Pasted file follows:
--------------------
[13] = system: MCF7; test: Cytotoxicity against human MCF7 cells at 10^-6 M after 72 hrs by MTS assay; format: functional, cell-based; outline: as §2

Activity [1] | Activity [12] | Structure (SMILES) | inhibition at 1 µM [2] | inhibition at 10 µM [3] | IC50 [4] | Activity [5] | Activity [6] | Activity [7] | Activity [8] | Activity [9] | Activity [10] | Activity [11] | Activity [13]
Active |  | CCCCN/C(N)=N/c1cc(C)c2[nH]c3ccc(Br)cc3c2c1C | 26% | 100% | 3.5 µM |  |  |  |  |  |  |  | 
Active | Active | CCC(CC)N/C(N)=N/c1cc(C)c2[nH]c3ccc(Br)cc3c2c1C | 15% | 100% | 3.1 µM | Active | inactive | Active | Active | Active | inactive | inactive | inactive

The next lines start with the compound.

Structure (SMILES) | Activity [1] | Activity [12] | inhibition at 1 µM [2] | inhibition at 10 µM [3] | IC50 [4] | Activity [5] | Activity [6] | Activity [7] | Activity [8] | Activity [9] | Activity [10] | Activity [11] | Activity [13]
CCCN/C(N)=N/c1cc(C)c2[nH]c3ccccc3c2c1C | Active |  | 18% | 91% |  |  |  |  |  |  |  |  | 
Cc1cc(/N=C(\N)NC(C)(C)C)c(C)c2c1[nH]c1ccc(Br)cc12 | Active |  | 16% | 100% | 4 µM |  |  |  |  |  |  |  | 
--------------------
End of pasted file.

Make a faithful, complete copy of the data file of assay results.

[13] = system: MCF7; test: Cytotoxicity against human MCF7 cells at 10^-6 M after 72 hrs by MTS assay; format: functional, cell-based; outline: as §2

Activity [1] | Activity [12] | Structure (SMILES) | inhibition at 1 µM [2] | inhibition at 10 µM [3] | IC50 [4] | Activity [5] | Activity [6] | Activity [7] | Activity [8] | Activity [9] | Activity [10] | Activity [11] | Activity [13]
Active |  | CCCCN/C(N)=N/c1cc(C)c2[nH]c3ccc(Br)cc3c2c1C | 26% | 100% | 3.5 µM |  |  |  |  |  |  |  | 
Active | Active | CCC(CC)N/C(N)=N/c1cc(C)c2[nH]c3ccc(Br)cc3c2c1C | 15% | 100% | 3.1 µM | Active | inactive | Active | Active | Active | inactive | inactive | inactive

The next lines start with the compound.

Structure (SMILES) | Activity [1] | Activity [12] | inhibition at 1 µM [2] | inhibition at 10 µM [3] | IC50 [4] | Activity [5] | Activity [6] | Activity [7] | Activity [8] | Activity [9] | Activity [10] | Activity [11] | Activity [13]
CCCN/C(N)=N/c1cc(C)c2[nH]c3ccccc3c2c1C | Active |  | 18% | 91% |  |  |  |  |  |  |  |  | 
Cc1cc(/N=C(\N)NC(C)(C)C)c(C)c2c1[nH]c1ccc(Br)cc12 | Active |  | 16% | 100% | 4 µM |  |  |  |  |  |  |  | 